[MARMAM] Article on a new killer whale morphotype (Robert Pitman)

Robert.Pitman Robert.Pitman at noaa.gov
Fri Aug 20 11:00:11 PDT 2010

The following article was just published online in /Polar Biology/: DOI 

Observations of a distinctive morphotype of killer whale (/Orcinus 
orca/), type D, from subantarctic waters

R. L. Pitman, J. W. Durban, M. Greenfelder, C. Guinet, M. Jorgensen, P. 
A. Olson, J. Plana, P. Tixier, J. R. Towers

Studies have shown that killer whale (/Orcinus orca/) communities in 
high latitudes regularly comprise assemblages of sympatric 
‘ecotypes’—forms that differ in morphology, behavior, and prey 
preferences. Although they can appear superficially similar, recent 
genetic evidence suggests that breeding is assortative among ecotypes 
within individual communities, and species-level divergences are 
inferred in some cases. Here, we provide information on a recently 
recognized ‘type D’ killer whale based on photographs of a 1955 mass 
stranding in New Zealand and our own six at-sea sightings since 2004. It 
is the most distinctive-looking form of killer whale that we know of,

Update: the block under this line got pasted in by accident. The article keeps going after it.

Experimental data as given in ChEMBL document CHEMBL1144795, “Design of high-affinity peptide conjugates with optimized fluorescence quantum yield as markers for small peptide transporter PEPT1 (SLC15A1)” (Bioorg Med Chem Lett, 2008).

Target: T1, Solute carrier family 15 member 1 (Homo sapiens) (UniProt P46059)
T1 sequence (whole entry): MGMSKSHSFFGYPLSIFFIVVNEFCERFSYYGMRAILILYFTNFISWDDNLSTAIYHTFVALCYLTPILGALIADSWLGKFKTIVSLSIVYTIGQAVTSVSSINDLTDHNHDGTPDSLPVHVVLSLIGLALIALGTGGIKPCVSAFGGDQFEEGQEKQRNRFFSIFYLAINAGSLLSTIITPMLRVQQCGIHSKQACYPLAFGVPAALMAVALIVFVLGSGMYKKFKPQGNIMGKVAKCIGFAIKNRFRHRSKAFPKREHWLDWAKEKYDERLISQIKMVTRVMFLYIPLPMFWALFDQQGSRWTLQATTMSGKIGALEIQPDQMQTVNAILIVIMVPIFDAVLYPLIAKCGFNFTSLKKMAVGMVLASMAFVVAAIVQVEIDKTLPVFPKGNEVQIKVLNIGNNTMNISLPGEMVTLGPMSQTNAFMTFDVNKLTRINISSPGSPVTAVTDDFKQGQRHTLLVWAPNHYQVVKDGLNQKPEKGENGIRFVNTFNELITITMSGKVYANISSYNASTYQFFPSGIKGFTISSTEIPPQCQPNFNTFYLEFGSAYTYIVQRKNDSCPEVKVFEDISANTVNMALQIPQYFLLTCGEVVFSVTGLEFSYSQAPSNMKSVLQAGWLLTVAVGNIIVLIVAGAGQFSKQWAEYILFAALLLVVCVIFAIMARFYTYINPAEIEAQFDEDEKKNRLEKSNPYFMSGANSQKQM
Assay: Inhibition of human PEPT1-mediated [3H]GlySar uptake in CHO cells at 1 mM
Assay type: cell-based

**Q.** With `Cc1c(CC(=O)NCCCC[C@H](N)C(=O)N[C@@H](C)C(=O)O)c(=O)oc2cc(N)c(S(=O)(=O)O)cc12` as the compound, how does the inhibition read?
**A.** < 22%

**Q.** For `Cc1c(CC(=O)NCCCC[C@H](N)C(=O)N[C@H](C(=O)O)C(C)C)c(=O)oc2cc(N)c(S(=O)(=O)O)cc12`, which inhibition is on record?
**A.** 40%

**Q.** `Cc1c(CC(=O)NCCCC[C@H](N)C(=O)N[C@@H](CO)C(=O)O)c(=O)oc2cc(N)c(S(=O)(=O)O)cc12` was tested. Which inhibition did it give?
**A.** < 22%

immediately recognizable by its extremely small white eye patch. Its 
geographic range appears to be circumglobal in subantarctic waters 
between latitudes 40°S and 60°S. School sizes are relatively large (mean 
17.6; range 9–35; n = 7), and although nothing is known about the type D 
diet, it is suspected to include fish because groups have been 
photographed around longline vessels where they reportedly depredate 
Patagonian toothfish (/Dissostichus eleginoides/).

PDF available from robert.pitman at noaa.gov <mailto:robert.pitman at noaa.gov>

Robert L. Pitman
Protected Resources Division
Southwest Fisheries Science Center
National Marine Fisheries Service
National Oceanic and Atmospheric Administration
8604 La Jolla Shores Drive
La Jolla, California  92037

858-546-7092 phone
858-546-7003 fax
robert.pitman at noaa.gov

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